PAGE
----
USA Today: Next Big Thing in Tech? Smart Homes for Seniors

Increasingly seen as a safety net for older parents and loved ones, electronic sensors and other home-based devices are giving peace of mind to families of the aging population, writes USA Today in a report this week. 

This “technological wave of global significance” is providing solutions from medication management to safety and communication, and is extending the ability for older Americans to age in their homes. 

“Imagine bottle caps that glow when it’s time to take medicine, chairs that take your vital signs and even carpets that analyze walking patterns and anticipate physical degeneration and mental infirmity,” USA Today writes. “All are here or coming soon and will be a boon to the nation’s 78 million Baby Boomers — those born from 1946 to 1964 — who are facing the prospect of aging with a shrinking population of caregivers.”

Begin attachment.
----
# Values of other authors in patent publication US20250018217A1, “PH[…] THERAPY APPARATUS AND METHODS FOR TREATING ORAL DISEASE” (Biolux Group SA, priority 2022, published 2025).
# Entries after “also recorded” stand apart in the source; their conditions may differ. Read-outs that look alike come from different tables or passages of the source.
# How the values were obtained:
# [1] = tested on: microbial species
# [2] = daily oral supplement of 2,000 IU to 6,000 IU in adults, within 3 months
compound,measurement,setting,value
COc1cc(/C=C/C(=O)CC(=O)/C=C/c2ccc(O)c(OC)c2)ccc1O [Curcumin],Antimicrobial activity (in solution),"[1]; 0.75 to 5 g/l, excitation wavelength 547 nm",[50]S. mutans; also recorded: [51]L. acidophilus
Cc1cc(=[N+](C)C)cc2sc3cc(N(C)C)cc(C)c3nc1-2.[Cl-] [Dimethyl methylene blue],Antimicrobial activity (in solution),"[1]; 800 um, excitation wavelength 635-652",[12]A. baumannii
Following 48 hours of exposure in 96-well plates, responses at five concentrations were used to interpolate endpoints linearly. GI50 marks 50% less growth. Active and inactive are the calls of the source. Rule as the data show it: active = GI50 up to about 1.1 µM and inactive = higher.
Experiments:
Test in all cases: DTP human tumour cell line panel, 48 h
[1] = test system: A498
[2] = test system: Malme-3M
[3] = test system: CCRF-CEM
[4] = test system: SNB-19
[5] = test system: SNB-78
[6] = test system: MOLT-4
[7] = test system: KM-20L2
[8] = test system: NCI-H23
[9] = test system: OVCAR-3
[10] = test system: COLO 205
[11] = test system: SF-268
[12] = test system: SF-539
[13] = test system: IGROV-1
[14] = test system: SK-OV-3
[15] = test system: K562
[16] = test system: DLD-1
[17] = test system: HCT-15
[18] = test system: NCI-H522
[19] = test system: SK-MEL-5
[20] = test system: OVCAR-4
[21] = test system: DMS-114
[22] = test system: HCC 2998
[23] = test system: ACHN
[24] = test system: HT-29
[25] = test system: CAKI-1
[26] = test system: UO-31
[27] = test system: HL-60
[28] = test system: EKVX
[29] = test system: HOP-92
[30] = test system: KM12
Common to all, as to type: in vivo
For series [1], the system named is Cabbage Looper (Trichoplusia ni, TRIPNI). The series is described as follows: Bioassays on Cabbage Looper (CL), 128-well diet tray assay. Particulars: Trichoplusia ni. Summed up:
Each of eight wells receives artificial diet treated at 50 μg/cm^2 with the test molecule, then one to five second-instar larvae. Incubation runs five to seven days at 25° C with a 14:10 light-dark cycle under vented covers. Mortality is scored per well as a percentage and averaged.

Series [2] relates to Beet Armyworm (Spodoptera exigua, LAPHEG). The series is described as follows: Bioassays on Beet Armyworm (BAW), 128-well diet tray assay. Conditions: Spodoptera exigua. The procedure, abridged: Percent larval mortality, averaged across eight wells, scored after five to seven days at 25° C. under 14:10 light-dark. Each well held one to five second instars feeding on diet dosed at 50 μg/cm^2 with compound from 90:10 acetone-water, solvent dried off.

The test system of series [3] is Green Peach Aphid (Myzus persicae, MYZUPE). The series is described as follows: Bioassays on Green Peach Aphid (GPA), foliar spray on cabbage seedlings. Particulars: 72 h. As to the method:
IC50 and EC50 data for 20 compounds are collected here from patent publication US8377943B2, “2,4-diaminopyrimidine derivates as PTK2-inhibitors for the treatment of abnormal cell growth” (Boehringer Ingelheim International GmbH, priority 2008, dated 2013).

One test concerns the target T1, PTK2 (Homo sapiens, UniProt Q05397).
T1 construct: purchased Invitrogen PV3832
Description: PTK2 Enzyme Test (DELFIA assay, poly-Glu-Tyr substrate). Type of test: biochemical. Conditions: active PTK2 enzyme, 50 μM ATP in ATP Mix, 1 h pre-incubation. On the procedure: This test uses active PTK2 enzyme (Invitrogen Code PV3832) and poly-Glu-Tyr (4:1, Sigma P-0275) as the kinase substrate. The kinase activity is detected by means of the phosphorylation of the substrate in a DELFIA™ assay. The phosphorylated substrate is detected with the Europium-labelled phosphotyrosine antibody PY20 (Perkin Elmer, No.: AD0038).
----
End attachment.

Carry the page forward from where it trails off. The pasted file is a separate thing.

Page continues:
The technology benefits those who use it, as well as society in general, as a caregiver shortage is projected to coincide with the population of baby boomers reaching their 70s and 80s. 

But challenges abound, too, with different devices and technologies existing on a single platform, as well as the fear associated with monitoring people in their homes, the article notes. 

“There’s a visceral reaction many people have to being monitored,” Stephen Intille, associate professor at Northeastern University’s College of Computer and Information Sciences, told USA Today. “We need to stay away from stigmatizing these innovations. The better way to think of them is like advanced answering machines that go in the homes of the seniors and their families as well. They should be seen as devices that link people together.”


Health care and aging tech, however, is a big business, the article notes, and those who are developing solutions now are on the cutting edge of what will amount to a huge trend in the future. That includes tech giants from Intel-GE to Qualcomm, and many others that are in the space currently, or have plans to enter in the near term. 

Read the USA Today article.

Written by Elizabeth Ecker

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